I Quit Sugar – Part 2

This post was published on my old blog in September 2013.

I grew up with sugar.

We sprinkled it on our cereal, put it in our tea and coffee and baked with it all the time.

My sugar intake reduced and changed as the years went by & I focused on healthier eating options. I started using raw sugar instead of white sugar but I couldn’t cut it out completely.

But high cholesterol is a family failing and during my 30’s my levels hovered around the “we need to keep an eye on this” side. I moved to ‘lite’ everything and reduced my cheese intake.

Nothing happened.

A few years ago I came across a copy of Cyndi O’Meara’s Changing Habits, Changing Lives in a second-hand bookshop. It encouraged me to change one thing at a time, starting with my breakfast habits. I cut my sugar intake from everything except half a teaspoon in my coffee and the occasional chocolate indulgence.

For the first time ever my cholesterol levels dropped to a level that my doctor was finally happy with.

So I know that sugar is bad for you and that your body is better off without it. But do you need to quit it altogether?

The science behind the I Quit Sugar idea states that it’s not sugar per se, but fructose that’s the enemy.  Fructose converts directly into fat, it makes us eat more as we do not feel full and it makes us ill. Fructose is in fruit, so the I Quit Sugar diet also includes quitting most fruits.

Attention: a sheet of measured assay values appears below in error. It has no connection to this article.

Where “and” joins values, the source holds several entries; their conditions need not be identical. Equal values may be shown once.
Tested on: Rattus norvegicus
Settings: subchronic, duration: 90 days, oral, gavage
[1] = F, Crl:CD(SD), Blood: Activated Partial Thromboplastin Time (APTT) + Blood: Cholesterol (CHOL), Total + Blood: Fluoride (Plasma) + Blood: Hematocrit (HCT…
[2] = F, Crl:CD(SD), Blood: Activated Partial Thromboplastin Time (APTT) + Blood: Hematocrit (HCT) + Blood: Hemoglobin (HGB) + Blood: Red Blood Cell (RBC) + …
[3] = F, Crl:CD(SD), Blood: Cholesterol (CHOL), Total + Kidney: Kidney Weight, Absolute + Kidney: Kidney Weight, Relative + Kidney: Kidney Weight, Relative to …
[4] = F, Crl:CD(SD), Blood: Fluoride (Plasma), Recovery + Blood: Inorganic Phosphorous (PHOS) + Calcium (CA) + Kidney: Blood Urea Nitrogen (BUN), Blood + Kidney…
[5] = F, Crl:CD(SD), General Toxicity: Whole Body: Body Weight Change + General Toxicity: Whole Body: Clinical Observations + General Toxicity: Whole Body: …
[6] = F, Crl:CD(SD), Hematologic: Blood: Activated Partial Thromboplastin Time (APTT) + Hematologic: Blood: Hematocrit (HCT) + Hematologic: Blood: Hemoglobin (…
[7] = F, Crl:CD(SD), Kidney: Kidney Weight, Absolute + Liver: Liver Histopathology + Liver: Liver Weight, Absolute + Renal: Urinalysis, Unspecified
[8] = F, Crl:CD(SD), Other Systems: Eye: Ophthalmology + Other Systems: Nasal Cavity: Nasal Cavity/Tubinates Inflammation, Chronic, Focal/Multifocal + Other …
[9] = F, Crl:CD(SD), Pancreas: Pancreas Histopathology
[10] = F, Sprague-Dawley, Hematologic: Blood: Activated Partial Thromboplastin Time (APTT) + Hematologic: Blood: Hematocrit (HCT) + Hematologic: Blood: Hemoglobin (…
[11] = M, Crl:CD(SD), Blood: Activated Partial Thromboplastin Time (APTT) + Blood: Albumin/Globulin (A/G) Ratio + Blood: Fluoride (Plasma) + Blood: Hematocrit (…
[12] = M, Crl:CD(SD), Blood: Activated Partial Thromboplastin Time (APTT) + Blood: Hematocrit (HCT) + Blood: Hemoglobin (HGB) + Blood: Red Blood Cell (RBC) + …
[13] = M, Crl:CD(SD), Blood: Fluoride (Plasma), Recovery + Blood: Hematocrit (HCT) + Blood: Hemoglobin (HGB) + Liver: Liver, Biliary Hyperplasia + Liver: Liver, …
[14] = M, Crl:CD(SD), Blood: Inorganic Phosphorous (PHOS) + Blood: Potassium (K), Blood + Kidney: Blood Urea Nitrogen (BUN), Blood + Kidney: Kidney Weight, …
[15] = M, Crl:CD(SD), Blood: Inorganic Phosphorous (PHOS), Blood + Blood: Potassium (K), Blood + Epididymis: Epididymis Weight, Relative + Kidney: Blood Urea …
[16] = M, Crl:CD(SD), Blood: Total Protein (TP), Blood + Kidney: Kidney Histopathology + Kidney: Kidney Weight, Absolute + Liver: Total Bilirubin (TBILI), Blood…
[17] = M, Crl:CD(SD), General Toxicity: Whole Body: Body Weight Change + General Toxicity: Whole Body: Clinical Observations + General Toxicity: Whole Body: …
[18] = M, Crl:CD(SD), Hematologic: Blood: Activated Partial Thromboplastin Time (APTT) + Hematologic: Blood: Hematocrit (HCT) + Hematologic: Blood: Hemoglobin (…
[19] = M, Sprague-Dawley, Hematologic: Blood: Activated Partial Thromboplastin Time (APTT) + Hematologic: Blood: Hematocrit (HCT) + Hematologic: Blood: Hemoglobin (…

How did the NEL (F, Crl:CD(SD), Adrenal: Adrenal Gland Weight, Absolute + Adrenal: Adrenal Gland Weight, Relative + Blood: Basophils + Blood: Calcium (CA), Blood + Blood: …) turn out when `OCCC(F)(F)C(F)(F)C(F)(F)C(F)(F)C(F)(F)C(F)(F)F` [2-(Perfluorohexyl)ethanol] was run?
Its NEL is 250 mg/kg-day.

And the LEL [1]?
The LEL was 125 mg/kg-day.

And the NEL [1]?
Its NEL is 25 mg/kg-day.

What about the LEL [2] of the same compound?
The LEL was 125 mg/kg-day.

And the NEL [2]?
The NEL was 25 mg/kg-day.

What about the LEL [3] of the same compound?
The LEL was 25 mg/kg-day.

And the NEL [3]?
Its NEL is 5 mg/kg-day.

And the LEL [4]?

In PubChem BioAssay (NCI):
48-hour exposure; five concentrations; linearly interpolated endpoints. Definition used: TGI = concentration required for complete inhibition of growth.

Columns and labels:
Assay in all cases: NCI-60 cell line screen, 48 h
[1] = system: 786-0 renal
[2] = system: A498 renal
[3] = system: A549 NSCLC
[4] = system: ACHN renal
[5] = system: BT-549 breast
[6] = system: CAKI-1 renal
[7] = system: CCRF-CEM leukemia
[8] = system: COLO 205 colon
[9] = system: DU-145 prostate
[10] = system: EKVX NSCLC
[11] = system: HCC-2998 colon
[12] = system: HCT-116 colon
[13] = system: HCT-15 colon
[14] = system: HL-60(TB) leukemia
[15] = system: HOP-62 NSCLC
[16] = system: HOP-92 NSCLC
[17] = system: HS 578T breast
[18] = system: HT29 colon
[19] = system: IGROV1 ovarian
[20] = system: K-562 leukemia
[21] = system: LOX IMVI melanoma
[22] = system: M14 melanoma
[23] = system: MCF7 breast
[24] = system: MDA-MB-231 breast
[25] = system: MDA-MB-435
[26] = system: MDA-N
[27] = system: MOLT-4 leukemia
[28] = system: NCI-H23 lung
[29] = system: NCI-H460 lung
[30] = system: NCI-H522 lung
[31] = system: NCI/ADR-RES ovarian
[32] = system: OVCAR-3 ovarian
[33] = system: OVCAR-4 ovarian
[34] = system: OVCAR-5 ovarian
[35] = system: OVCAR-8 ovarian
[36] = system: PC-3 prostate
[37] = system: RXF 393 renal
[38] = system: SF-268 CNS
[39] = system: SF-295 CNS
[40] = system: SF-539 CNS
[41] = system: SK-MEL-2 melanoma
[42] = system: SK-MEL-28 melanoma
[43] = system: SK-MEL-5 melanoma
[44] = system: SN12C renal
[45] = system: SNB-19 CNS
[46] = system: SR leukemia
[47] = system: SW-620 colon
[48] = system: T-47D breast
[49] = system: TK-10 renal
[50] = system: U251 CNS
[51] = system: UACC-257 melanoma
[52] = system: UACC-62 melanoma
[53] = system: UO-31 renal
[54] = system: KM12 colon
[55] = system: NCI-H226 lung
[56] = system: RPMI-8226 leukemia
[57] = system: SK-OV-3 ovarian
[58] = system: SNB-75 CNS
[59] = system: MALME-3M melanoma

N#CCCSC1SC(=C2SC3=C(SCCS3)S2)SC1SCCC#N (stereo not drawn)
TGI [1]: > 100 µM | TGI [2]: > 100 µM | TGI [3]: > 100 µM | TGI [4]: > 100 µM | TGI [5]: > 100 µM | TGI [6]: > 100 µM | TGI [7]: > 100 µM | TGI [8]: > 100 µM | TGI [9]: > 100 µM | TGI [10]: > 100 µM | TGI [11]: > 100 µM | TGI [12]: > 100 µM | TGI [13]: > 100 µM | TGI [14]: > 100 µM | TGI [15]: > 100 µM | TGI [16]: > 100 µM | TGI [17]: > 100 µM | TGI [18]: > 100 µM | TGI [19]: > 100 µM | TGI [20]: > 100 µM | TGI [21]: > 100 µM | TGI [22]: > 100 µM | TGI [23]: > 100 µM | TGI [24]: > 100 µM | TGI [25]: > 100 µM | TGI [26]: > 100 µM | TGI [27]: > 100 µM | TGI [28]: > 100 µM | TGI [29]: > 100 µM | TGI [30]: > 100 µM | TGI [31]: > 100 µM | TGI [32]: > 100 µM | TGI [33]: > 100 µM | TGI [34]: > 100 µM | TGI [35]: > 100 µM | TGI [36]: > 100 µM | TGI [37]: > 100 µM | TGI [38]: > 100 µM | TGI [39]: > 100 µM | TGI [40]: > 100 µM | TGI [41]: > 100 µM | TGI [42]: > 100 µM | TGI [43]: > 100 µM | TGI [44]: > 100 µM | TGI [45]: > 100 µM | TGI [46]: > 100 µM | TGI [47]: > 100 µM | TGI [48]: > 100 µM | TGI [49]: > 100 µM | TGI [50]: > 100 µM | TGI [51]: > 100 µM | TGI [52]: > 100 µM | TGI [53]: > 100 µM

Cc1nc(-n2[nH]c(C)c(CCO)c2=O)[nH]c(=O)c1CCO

And that’s where I have a problem with this book.

Up until now, everything I’ve read, known or heard about good nutrition suggested that balance, wholefoods (organic) and moderation were the keys to a healthy diet.

Cutting out a naturally occurring food group just doesn’t seem to make sense.

So I’ve been researching it in my spare time.

People like Michael Pollan agree that the fruits that we eat today have changed (been modified) over the past 200 years in particular as we breed fruits and types to suit our (sweet) tooth.

But after that things just get muddy. One online scientists claims this and another online scientists claims that. As with anything, you can use statistics and figures to prove either side of the argument.

So what am I left with after all this pondering?

A gut feeling!

The same gut feeling that has been guiding my eating habits for most of my adult life.

Moderation and balance:

Anything and everything in moderation.
Eat a diet that balances all the food groups but focuses on naturally occurring and where possible organic foods.
Keep processed foods to a minimum.
Eat smaller portions at meal times.
Don’t go back for seconds.
No snacking between meals.
Read the labels on the foods that I buy (if sugar is one of the top three ingredients, do I really need it? And I usually only buy foods with 5 ingredients or less listed on the label).
Include the occasional fast day.
Treat myself sometimes.
And, of course, exercise regularly and get a good night’s sleep.

I do question the science and the validity of Wilson’s I Quit All Sugar approach, but I also applaud anyone who helps us to look at, reassess and modify our intake of excess sugars.
Some of the recipes are very tasty, but the rigidity inherent in this approach is not something I feel comfortable with.

I Quit Sugar did inspire me to give up that last little bit of sugar in my coffee. And it convinced my husband to drastically reduce his added sugar intake too. A win/win situation!

I quit (added) sugars, but I do not quit fruit.

Happy Eating!